By: Jeremy D. Wells
Carter County Times
Following questions from the parents of students on just what digital learning would entail, Carter County Schools have provided some clarification on the online requirements for classes and how often students would need to access the internet. They wanted to make it clear to parents that their children would not be expected to spend the entire school day online.
Last week the school system issued a statement noting that school would begin on August 26 as originally planned, but with “virtual classes” at least through September 25 because of new recommendations from Governor Andy Beshear. The statement also noted that computers would be provided to any students who needed them for accessing online content.
“Families will be contacted soon regarding the process for picking up Chromebooks for their children and how children will access lessons and communicate with their teacher(s),” the statement read. It also noted that school parking lots would be treated as internet “hotspots” so families without adequate internet access could still access their lessons.
After releasing that statement the school system issued a clarification explaining that students would not need to be online for the entirety of their school day, but would only need to log-on in order to download lessons and upload completed work.
“After making the announcement about the start of school, there were several questions regarding internet service that we want to answer,” Administrative Assistant and Community Education Director Pam Kouns wrote in an email.
After explaining that teachers are “working hard to prepare online lessons,” Kouns explained that all children would have the opportunity to checkout a computer device, such as a Chromebook. She also clarified the online requirements for classes.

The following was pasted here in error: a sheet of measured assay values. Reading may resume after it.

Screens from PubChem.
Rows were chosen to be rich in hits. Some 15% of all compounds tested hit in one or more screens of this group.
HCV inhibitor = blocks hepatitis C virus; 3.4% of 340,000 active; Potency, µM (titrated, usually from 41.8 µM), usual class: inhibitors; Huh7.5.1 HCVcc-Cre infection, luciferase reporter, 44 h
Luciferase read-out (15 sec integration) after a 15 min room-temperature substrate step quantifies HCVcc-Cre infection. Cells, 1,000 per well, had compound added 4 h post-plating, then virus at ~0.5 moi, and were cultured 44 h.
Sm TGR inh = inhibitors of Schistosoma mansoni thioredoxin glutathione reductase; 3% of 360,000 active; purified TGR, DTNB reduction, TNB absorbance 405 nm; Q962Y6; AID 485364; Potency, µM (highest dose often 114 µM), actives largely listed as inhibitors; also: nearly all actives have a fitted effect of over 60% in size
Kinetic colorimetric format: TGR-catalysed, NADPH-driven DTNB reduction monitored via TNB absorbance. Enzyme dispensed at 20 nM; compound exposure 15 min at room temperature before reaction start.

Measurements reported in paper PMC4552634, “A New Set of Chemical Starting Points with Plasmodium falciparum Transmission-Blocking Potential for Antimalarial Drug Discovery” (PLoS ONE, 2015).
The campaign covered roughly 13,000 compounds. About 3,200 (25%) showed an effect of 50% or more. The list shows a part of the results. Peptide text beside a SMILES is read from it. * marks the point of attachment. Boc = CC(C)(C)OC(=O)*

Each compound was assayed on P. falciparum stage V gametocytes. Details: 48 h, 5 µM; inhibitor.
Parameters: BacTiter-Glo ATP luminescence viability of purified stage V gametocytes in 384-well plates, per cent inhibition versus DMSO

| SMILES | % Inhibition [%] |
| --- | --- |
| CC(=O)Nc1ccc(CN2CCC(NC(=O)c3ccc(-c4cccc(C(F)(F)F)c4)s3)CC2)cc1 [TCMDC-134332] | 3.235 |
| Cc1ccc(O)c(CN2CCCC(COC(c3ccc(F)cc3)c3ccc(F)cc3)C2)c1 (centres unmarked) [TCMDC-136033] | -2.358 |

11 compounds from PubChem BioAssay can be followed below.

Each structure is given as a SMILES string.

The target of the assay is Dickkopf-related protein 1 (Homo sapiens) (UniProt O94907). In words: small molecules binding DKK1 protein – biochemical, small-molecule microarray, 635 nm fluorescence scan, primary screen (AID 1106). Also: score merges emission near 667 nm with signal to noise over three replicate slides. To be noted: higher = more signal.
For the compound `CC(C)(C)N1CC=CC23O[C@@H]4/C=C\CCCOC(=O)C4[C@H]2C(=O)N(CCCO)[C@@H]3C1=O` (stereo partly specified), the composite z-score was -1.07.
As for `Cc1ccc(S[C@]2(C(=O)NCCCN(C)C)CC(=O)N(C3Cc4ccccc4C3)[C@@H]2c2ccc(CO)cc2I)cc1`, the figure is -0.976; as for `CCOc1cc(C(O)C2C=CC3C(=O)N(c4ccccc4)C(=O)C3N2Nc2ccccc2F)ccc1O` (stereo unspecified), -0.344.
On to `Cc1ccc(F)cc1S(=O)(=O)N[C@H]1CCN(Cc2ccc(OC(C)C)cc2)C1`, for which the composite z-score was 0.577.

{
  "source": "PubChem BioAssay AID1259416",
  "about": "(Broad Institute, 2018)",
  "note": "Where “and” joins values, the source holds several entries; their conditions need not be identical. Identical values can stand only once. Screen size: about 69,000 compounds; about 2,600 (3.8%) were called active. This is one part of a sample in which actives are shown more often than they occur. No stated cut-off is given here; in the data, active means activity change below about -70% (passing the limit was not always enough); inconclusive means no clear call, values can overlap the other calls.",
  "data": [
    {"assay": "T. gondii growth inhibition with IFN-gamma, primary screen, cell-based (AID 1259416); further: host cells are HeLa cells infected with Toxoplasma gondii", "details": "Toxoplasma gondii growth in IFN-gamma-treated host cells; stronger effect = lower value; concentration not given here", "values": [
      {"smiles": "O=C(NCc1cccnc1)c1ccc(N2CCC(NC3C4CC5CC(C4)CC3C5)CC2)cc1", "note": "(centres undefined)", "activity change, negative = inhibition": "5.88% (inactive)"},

“The only time you will need internet service is to download assignments and to submit completed work,” she wrote. “This is just like picking up a packet and returning it to the school.”
This news was expected to come as a relief for parents who worried they might need to spend the entire school day in the parking lot while their children attended classes online in real time. Kouns further explained that internet access was “not necessary for students to complete assignments.”
“Lessons will consist of videos and assignments that students will complete at their own pace,” she explained.
If students or their parents had any questions about their lessons, she said, teachers could be contacted at their individual schools to answer those questions.
“Teachers are recording videos of lessons,” she added. “They will post a week’s work at a time. Students will submit work every Friday and download the following week’s assignments. Teachers will be at their schools during the day for questions, and schools are working out evening hours for teachers to be avaialable as well.”
She said the district would also, “provide easy to follow directions on how to download and submit work,” and that each parent would be contacted by their child’s school with instructions for submitting work and checking out a computer device.
She further noted that although the district currently expects in-person classes to resume in late September, families would have the option to “continue virtual instruction” if they deemed it to be best for their children. She said families could also still opt for a combination of in-person classes and virtual instruction if that worked better for them.
Kouns said the district appreciated families’ patience as the district “prepare(s) to start a very interesting school year!”
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